Sixty miles west of Boston, Massachusetts there is the small New England town of Sturbridge. Located at the junction of I-90 (The Mass Pike), and I-84 it has become known as the "Crossroads of New England". The town was first settled over 300 years ago, and like other small New England towns it has grown just enough over the years to be in a difficult place today. How do we embrace the future without forgetting how we got to our present? How do we attract the right kind of growth, and maintain who we are? And, what about our culture out here in Central Massachusetts?
These pages will cause one to think about how to protect what we have, our future direction, and how to move on in the very best way.
Those thoughts, and other ramblings, will hopefully inspire more thought, conversation, action, and occasionally a smile...
...seems to be working so far
Wednesday, March 9, 2011
It Has Turned Into Quite The Tea Party
Board of Selectman Chairman, Tom Creamer said, "I am frustrated by this whole thing. No one has directed the town not to open the doors."
The chairman also stated that there was a safety issue by directing the pedestrian traffic along the street to the rear of the building, and that by not opening the doors, the town was promoting that unsafe practice.
The chairman also stated that only the architect had told them that the doors could not be opened legally. The architect has not provided any documentation to back up that claim, either.
It has been more than six months, and nothing has been done.
(really deep breath, and pause...one...two...three...breath again...)
When I first read the original report in the "Sturbridge Selectmen Notebook" in the Town Common I almost went completely "Charlie Sheen".
Is it true that front doors of the new multimillion dollar restored / refurbished / rebuilt town hall are not being opened not because of some mandate from some American with Disabilities Board of Governors, or some cease and desist order from the state, or because some one lost the key, but it is because the architect said in passing, "Oh, I wouldn't use the front doors. They don't meet the ADA code".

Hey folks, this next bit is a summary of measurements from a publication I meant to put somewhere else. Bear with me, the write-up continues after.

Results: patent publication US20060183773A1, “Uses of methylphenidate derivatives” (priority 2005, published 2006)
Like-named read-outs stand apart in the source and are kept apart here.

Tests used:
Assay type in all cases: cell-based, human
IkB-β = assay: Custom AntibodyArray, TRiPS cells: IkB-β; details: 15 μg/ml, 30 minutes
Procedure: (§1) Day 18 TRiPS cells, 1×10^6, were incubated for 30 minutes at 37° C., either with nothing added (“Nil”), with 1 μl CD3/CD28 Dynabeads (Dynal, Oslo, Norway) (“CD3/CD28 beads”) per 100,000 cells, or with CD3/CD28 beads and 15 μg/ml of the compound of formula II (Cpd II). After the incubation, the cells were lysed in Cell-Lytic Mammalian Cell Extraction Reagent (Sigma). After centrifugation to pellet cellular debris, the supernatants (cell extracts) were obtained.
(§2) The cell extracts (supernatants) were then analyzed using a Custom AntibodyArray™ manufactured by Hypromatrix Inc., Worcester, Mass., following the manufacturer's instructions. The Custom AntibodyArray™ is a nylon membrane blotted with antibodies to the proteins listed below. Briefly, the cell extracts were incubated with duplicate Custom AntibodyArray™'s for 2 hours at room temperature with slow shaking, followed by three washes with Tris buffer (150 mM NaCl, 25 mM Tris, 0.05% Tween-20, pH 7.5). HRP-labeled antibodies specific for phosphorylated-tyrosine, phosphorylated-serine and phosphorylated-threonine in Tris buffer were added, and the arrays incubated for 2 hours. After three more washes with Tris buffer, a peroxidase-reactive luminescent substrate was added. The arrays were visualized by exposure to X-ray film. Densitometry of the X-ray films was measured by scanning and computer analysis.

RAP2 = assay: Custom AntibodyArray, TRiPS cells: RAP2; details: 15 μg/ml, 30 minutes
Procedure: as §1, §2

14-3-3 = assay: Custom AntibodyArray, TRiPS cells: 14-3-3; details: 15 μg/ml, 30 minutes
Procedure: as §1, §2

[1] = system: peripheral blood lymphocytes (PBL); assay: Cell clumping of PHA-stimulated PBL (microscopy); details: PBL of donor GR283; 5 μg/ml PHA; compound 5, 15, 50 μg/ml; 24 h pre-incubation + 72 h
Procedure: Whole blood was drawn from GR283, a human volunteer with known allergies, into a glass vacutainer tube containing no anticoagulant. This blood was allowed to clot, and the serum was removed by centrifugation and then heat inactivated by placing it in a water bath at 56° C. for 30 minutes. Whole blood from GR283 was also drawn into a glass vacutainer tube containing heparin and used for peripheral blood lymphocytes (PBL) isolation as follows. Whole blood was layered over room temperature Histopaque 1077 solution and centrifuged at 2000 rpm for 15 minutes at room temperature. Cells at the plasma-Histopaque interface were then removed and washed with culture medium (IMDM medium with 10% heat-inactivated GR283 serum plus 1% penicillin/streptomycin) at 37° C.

The town has not met the requirements since the American with Disabilities Act became law with the sidewalks along Route 20 in Fiskdale, yet we still allow pedestrians to use the sidewalks. In fact, we insist that our residents clear the snow from those non-ADA compliant sidewalks (now there's an argument for residents to refuse to clear the snow).
Alright. So what's next?
"I have very little faith in the architect," selectman Scott Garieri stated.
Really? Great. Glad we hired them.
The Town Administrator, Shaun Suhoski, was asked by the Chairman of the BOS if the town had anything in writing telling the town not to open the doors.
"No.", said Suhoski.
"Open the doors, " said Garieri.
"I don't want to open them until we can be sure," said selectman Mary Dowling.
Be sure of what? If you wait to see if they are compliant, which they are, you will wait until the next building restoration. If you want to hasten things along, open the doors, and use them. The enforcement side of things always acts faster than the just asking a question, and getting an answer back. If you done wrong, they will find you. Don't worry.
Suhoski then stated that they did not ask the town counsel if the doors were in violation, but only asked him about how to get a variance. This is like calling AAA for a jump start without attempting to start the car.
It was at this point, during my reading of the original article in the Town Common, that my socks actually exploded from my feet and shot across the room.
This how you fix the problem: Open the doors. Leave them open. Lock them at night, and in the morning, open them again. Allow people to walk through the doors, both ways.